View Full Version : Free or cheap map/trail guide options

02-03-2016, 01:30
Iíve been working on making and acquiring maps for hiking the trail. What is the best source for trail guides for the entire AT? It seems like there are lots of individual guides created by the regional trail clubs, but only a few that cover the entire trail. Forum gurus, which maps are best? And which ones are optimal for a limited budget?

On this topic, Iíve compiled an ďant-trailĒ type text map, the sort I use for route directions on XC cycling tours. I took the data from this really helpful google map of the AT shelters and trail towns:

If any other 2016 hopefuls or forum folks would like to use the text map, hereís a link to a google doc:
Iíll endeavor to keep the google doc updated as I make changes. The text lists the shelters, road crossings, and towns along the trail, all with labeled or estimated mileages. Any town that has a grocery store visible from google maps is listed in bold. Any town that has few to no amenities beyond a post office is marked "USPS." Rough approximations of the distances from the trail to trail towns are listed in curly brackets, following a simple abbreviationó the prefix is a number followed by a lowercase m, indicating the number of miles, and the suffix is the predominant cardinal direction of travel; e.g. {6mSW} = six miles southwest.

Also, I have a few PocketProfile AT maps by AntiGravityGear. I have doubles of #1, #16, #17, #18, and #19, and a full set of New England (#16-22). If anyone wants them, PM me and I can mail them to you. The website for the maps is below:

Hope this post finds use with some of the folks who took the time to read it!

02-03-2016, 01:43
Join ALDHA for a pittance (aldha.org), and you have free access to the PDF of their guide, which is excellent.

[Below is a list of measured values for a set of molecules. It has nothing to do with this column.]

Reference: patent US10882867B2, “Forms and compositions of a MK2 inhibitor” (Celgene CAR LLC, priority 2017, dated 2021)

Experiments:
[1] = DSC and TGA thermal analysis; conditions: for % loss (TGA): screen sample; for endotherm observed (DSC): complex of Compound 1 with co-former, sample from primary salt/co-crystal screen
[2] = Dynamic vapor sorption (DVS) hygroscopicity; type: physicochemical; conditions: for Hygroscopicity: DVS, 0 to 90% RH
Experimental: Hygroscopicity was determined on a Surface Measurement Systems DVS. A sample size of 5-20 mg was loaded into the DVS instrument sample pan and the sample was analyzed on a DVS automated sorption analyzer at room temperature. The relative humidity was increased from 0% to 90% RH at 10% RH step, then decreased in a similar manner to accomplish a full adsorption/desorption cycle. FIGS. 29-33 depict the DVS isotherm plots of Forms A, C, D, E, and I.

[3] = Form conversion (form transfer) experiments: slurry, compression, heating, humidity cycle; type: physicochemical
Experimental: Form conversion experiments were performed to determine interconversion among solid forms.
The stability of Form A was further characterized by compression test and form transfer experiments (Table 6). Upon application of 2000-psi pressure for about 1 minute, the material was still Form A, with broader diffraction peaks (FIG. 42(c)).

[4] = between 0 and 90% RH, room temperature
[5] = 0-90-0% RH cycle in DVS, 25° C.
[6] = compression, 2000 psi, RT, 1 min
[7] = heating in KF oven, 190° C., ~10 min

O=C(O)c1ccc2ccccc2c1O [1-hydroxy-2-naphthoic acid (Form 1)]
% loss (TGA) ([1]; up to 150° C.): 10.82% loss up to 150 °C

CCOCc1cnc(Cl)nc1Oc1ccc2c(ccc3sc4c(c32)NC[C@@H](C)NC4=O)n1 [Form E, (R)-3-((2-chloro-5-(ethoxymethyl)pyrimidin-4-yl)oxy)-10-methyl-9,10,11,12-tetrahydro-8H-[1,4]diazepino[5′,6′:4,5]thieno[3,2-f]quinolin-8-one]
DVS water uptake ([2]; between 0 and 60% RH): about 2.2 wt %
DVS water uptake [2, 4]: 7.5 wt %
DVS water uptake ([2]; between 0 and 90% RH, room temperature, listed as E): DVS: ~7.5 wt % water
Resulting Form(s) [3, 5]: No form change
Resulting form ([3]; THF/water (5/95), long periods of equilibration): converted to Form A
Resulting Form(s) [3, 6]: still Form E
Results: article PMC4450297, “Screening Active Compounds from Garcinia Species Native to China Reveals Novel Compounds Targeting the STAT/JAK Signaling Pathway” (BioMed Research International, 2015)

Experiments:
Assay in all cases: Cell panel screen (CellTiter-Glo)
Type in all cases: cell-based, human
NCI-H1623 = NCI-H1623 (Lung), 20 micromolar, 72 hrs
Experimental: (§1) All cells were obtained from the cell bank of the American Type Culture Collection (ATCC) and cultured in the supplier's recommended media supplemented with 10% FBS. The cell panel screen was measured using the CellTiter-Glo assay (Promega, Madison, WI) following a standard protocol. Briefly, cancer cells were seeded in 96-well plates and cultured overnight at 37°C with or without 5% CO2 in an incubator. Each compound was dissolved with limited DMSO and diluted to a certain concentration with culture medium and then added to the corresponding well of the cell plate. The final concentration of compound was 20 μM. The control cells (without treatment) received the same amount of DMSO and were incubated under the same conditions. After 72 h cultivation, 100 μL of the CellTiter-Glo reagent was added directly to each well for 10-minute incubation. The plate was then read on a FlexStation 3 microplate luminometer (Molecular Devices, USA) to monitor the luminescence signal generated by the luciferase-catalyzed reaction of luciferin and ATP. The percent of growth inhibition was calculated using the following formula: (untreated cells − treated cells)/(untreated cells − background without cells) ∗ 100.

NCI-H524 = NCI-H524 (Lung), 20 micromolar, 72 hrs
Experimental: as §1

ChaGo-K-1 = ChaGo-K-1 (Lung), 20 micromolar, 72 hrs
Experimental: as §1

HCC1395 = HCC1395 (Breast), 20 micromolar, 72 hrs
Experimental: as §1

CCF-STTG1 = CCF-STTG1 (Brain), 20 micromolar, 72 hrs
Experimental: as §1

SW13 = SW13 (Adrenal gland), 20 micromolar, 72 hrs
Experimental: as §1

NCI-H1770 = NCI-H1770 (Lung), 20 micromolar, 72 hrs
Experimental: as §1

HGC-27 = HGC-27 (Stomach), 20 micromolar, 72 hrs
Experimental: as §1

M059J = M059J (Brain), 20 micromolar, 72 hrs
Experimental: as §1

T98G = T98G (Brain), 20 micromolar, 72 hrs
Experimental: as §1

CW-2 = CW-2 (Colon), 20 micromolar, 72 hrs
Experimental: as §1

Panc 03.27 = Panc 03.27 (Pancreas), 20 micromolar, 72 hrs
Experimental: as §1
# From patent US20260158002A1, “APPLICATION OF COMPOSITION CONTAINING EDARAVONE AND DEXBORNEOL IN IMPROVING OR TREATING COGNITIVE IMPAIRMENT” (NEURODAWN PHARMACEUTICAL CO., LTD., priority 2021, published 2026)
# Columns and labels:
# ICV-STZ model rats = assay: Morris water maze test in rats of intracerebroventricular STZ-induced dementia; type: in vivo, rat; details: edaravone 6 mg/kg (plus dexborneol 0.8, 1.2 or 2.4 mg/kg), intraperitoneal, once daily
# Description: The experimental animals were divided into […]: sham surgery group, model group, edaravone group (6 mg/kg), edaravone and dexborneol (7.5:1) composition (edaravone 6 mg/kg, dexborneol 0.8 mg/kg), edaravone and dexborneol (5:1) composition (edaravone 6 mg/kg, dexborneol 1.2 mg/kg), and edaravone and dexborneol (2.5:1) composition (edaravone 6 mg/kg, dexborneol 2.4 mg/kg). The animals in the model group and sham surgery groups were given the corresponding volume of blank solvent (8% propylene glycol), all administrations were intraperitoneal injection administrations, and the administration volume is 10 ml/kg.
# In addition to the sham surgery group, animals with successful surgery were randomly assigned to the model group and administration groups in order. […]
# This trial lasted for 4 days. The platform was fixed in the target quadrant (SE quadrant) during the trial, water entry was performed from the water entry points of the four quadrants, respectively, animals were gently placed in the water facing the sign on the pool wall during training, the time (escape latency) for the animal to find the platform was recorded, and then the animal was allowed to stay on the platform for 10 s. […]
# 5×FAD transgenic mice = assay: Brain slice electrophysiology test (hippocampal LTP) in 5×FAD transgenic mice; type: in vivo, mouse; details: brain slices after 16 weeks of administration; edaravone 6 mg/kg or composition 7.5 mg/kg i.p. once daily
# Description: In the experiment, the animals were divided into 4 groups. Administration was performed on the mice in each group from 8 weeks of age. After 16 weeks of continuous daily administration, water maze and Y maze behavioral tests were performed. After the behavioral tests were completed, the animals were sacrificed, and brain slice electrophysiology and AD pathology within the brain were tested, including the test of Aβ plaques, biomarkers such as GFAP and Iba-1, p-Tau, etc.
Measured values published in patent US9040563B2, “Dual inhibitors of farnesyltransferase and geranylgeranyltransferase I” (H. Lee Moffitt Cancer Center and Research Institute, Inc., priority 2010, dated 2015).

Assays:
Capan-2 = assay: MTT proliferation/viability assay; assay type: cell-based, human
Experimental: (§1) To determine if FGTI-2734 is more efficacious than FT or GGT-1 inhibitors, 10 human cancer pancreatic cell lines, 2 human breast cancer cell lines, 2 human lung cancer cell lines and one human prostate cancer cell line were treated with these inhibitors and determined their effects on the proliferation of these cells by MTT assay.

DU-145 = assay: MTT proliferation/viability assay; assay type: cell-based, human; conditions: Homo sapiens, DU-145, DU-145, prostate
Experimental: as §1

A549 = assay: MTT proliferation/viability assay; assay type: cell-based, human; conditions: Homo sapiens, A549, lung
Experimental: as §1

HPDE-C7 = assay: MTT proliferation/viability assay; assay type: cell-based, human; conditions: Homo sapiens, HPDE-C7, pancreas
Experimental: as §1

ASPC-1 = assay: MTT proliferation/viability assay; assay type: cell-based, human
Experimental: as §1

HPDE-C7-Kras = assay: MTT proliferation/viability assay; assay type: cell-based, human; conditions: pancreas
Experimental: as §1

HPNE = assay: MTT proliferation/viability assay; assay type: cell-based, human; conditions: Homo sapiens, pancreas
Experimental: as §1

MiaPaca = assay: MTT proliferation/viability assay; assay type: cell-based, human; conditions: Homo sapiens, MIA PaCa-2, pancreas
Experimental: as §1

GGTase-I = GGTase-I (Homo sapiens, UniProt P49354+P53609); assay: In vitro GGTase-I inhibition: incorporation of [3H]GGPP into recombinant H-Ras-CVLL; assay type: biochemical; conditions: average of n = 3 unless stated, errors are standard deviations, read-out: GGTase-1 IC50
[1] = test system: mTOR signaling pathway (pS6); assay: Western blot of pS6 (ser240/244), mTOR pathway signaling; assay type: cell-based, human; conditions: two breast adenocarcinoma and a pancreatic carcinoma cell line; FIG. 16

02-03-2016, 14:47
AWOL guide, the best for $25

02-03-2016, 16:17
Great, thanks guys! That's exactly the information I needed!

02-03-2016, 18:51
I kind of like the PocketProfile maps. They have all the info you need and are easier to use then the guide book. But it looks like one would need about 20 of them to cover the whole trail and at $3.95 each, that's adds up to a tidy sum.

But you really don't need maps if you use one of the forementioned guide books.

02-07-2016, 12:08
AWOL guide seems great to me, I have not put it to use yet but considering the expense of the trail its cost is trivial. I think I paid $16 on Amazon.

02-16-2016, 00:47
http://www.wikitrail.org/ Some of the features are down right now, but it's generally pretty good as a free resource.

02-17-2016, 18:20
I can tell the AWOL guide is going to be extremely useful just by flipping through it. At a glance, you can see water sources, elevation profiles, shelters and campsites. I will also be carrying the pocket profile maps because they're virtually weightless and I enjoy having maps. I wouldn't consider any map option other than the pocket profile maps. $80 may sound like alot, but the thru hikers map set sold by the ATC is over $200. I've spent hours map shopping and they're the lightest and the most affordable i've found.

02-22-2016, 01:18
AWOL guide, the best for $25

Too heavy. Get the AT Data book and trim down the empty margins at top, bottom, and one side.

I used the AT data book for my 2010 thru and it was perfectly fine.

02-22-2016, 01:19
Also, you really don't need maps. The AT is well blazed and you won't get lost. I'd only use maps for the CDT, with a compass, where you actually have to navigate some of the time.

02-22-2016, 06:59
You dont need maps to hike much of the AT
You do need them to know where you are relative to towns, and where roads lead to due the the erratic meandering of the trail. Its prudent to carry them in some form.

02-22-2016, 10:16
I was able to purchase the Thru-Hike companion and Data book for under 30$ from the ATC, a little different from the maps your looking for but an easy purchase that is well worth it!